OVX rats were trained to self-administer cocaine with 0. Animals received 0. Daily 3-hour sessions of self-administration training Women want sex Cave given for 5 consecutive days followed by 2 days off for 2 weeks, animals were required to earn at least 50 infusions per day for the last two consecutive sessions to continue in the experiment.

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The extinction training was under an FR1 schedule on days 2, 9, 16 and 30 post-training. There were no ificant differences in the of infusions received by the different groups during self-administration training and there were no differences among the groups during extinction. There were no ificant differences in the of active responses made by animals in these groups after EB priming.

On day 30 of extinction, animals received OIL or EB same groups as above and were returned to the test chamber. In contrast to estradiol, progesterone treatment given concurrently with estradiol counteracts the effect of estradiol on acquisition of cocaine self-administration behavior [ 64 ].

We have recently confirmed this finding, and shown that progesterone alone does not affect cocaine self-administration, but that progesterone enhances cocaine intake in EB primed OVX rats [ ]. Taken together, a wealth of data now indicate that ovarian hormones contribute to sex differences in cocaine self-administration and that estradiol in particular is a key factor influencing the reinforcing effects of cocaine in female rats.

So, over the course of the estrous cycle and menstrual cycle, there are peaks and valleys during which females are more or less susceptible to the reinforcing properties of cocaine. The effect of progesterone to counteract the effects of estradiol in some hormone treatment regimens may reflect hormonal influences on maternal behavior, where estradiol and progesterone Women want sex Cave elevated during pregnancy and withdrawal from progesterone is necessary for the rapid onset of maternal behavior at parturition.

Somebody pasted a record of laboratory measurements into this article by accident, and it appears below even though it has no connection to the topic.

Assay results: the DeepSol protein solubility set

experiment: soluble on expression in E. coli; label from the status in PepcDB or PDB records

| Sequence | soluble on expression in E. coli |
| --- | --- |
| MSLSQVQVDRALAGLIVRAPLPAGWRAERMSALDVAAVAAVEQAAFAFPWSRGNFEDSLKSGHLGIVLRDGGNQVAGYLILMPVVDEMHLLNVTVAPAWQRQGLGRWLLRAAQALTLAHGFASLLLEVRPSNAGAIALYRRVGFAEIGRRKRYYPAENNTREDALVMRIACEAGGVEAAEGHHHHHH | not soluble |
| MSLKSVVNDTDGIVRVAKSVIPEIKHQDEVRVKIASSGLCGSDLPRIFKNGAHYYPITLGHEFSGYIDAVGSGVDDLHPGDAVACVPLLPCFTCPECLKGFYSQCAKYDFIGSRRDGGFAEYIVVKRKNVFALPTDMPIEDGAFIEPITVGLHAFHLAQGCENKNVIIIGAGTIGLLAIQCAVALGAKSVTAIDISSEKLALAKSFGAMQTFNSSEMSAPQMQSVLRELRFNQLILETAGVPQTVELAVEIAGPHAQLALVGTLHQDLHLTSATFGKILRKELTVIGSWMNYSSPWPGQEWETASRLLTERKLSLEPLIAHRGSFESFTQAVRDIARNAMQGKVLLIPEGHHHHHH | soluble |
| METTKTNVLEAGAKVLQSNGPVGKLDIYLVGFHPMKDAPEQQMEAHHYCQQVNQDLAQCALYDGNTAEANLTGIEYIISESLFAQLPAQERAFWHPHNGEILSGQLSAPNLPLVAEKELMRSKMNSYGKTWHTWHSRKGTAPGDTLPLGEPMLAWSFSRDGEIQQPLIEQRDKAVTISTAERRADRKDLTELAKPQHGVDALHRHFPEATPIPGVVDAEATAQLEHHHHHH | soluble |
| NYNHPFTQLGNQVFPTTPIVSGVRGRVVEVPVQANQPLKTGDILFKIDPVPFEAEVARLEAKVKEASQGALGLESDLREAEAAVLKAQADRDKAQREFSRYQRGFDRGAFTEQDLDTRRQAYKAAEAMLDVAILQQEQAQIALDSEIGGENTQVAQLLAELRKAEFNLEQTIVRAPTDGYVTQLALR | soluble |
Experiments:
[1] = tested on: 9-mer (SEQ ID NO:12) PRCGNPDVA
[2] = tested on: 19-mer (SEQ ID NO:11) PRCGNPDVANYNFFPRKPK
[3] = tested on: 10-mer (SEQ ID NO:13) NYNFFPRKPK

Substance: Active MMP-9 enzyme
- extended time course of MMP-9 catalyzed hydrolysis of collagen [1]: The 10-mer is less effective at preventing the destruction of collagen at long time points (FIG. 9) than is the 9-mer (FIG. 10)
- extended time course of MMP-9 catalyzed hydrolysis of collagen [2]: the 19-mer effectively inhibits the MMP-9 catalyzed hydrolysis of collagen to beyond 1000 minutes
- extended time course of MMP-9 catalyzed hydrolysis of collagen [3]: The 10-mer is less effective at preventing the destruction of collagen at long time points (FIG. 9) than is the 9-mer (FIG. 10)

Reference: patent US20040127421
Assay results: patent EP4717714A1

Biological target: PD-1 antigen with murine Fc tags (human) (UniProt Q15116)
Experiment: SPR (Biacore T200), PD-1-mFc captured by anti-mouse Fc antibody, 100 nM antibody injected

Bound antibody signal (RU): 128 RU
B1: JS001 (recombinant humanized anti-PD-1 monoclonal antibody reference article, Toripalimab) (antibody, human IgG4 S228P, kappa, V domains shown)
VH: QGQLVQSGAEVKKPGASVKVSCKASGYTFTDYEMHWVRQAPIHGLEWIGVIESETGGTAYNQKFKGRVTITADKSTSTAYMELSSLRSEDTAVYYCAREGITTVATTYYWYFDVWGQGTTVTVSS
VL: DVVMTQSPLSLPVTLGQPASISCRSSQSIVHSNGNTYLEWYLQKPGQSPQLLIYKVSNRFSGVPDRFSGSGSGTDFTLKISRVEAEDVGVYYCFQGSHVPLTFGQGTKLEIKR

This is not the case, however, as testosterone treatment has not been found to affect behavioral sensitization in CAST males [ 46 ].

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Furthermore, there is no effect of CAST on acquisition of cocaine self-administration behavior and a dose of estradiol that enhances self-administration in female rats has no effect on cocaine self- administration behavior in male Women want sex Cave [ 64 ]. Thus, the effects of estradiol on the acquisition of cocaine self-administration are sexually dimorphic. The female rat has a day estrous cycle. Circulating estradiol is low during diestrus 1 and increases gradually during diestrus 2 and may persist for a third day of diestrus.

The estradiol on these days induces genes needed for initiation of sexual behavior, including induction of progesterone receptors [ 89 ]. On the next day, proestrus, there is an endogenous surge of estradiol that occurs around noon, which triggers ovulation about 12 hours later.

The surge of estradiol is followed in the afternoon by a surge of progesterone which induces behavioral estrus hours later, coincident with ovulation. Progesterone initially acts synergistically with estradiol to induce sexual activity and is subsequently responsible for the termination of sexual receptivity [ 89 ]. Female rats are more responsive to AMPH on the evening of behavioral estrus than 24 hr later on diestrus. Intact female rats also tend to show a greater behavioral response to cocaine on estrus compared to other days of the estrous cycle [ ] or to males [ ].

The basal extracellular concentrations of DA in the striatum, determined by quantitative microdialysis, are greater on estrus than on diestrus [ ]. There is also estrous cycle-dependent variation in striatal DA receptors [ 3775 ]. In contrast, in males, there are no differences between intact and CAST males in the efficacy of AMPH, cocaine or even stimulation of the nigrostriatal pathway to induce rotational behavior or stereotyped behavior [ 1216].

In studies with acute and repeated cocaine treatment we do not see an effect of CAST on the behavioral response to cocaine or cocaine self-administration [ 6062 ].

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In females, however, estradiol rapidly down regulates D2 DA receptor binding in striatum [ 8 ]. In vitrothe AMPH-stimulated increase in striatal DA release is comparable for tissue from intact male rats and intact female rats in estrus [ 17 ].

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Sex Differences in Drug Abuse